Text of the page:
A state-budget stalemate means the colleges haven’t seen permanent funding in over a year. Administrators now wonder if the crisis will reverberate for years to come.

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Students

What Has Welfare Reform Meant for Students' Higher-Education Dreams?

The law, signed 20 years ago today by President Bill Clinton, has had a complex impact on poverty — and on educational attainment, according to Amy Ellen Duke-Benfield, a policy analyst with the Center for Law and Social Policy.

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Admissions & Student Aid

A Wider Lens on the ‘Match’ Between Students and Colleges

Many people worry that high-achieving, low-income students too often don’t attend top colleges. A new book explores the challenge of helping more students succeed at a broader range of institutions.

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Leadership & Governance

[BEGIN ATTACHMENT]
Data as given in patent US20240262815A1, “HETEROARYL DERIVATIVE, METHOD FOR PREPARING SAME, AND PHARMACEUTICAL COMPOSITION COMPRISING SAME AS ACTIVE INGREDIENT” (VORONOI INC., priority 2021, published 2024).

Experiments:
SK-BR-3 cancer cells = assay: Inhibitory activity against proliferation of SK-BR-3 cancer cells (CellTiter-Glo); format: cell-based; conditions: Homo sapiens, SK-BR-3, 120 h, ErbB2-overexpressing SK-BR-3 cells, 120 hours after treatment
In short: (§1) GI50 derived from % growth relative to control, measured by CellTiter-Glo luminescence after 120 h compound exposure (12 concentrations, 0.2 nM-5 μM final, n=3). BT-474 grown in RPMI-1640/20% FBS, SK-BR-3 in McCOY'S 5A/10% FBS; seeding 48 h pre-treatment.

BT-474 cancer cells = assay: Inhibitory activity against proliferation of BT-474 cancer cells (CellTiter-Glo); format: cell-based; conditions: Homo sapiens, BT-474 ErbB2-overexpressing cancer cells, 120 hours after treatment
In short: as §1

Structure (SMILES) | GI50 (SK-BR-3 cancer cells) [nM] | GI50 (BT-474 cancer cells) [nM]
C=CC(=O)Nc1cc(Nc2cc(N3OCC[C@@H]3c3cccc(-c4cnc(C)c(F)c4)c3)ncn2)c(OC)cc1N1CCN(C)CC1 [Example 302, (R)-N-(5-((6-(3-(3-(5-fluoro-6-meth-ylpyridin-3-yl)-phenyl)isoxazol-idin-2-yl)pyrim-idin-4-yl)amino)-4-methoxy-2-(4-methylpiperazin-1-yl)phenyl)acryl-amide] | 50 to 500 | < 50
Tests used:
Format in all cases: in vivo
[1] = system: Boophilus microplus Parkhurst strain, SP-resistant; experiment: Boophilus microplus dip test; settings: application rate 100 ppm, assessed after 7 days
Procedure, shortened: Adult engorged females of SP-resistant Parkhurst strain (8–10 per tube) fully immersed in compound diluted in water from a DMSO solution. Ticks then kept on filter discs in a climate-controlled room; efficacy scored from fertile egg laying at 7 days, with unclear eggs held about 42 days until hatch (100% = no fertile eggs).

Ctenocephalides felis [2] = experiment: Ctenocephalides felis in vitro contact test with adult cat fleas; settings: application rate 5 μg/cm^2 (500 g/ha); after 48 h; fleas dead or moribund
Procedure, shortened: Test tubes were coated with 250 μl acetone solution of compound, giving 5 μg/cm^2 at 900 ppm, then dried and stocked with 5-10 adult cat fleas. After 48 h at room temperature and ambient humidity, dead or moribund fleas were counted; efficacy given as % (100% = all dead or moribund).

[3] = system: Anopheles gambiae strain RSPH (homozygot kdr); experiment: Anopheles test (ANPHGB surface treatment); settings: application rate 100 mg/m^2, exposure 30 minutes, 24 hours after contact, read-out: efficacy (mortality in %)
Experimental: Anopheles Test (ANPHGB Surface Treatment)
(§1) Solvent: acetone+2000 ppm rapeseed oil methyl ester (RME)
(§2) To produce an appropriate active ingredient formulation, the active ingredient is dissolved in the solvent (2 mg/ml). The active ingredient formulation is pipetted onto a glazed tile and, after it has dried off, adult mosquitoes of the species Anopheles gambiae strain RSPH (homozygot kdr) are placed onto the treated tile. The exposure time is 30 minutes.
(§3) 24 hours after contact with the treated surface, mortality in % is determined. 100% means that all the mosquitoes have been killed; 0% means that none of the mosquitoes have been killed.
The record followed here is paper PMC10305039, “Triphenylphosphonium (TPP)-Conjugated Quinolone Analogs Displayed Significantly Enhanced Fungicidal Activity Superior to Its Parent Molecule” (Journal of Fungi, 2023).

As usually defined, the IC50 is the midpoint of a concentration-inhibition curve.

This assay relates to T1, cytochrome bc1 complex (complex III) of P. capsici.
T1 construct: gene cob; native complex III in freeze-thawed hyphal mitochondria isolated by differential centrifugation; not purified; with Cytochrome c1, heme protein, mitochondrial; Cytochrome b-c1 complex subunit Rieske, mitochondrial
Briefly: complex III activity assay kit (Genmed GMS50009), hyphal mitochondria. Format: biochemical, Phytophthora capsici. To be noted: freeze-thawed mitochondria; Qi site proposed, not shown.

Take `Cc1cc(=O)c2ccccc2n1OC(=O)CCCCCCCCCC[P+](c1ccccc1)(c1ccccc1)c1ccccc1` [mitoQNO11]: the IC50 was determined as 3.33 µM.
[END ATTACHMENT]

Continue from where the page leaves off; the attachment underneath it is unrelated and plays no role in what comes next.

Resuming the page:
Video: Top U.S. Higher-Education Official Says Innovation Will Best Serve the ‘New Normal’ Students

Ted Mitchell visited The Chronicle’s newsroom to talk about the Education Department’s role in promoting innovation and change, and ways the legacy of that work could endure after the Obama administration.

Students

Helping Students Seek Social Services

Even at colleges that try to keep tuition and fees under control, it's other living expenses that often delay or derail adult students. Explore how some institutions are connecting students with public benefits.

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Leadership & Governance

With a Sudden Vacuum at the Top, What’s Next for Berkeley?

The abrupt announcement on Tuesday that Nicholas B. Dirks will step down as chancellor leaves professors and others wondering how the campus will pick up the pieces.

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Administration

Experiment With New Education Providers Also Tests New Ways to Measure Quality

The Education Department’s pilot program extends federal student aid to eight projects in which an unaccredited provider teams up with a college. It also assigns a "quality assurance entity" to each partnership — including some not traditionally thought of as evaluators of higher ed.

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Students

The Students Behind ‘Students for Concealed Carry’

The national gun-rights organization has grown significantly since its inception on social media almost a decade ago.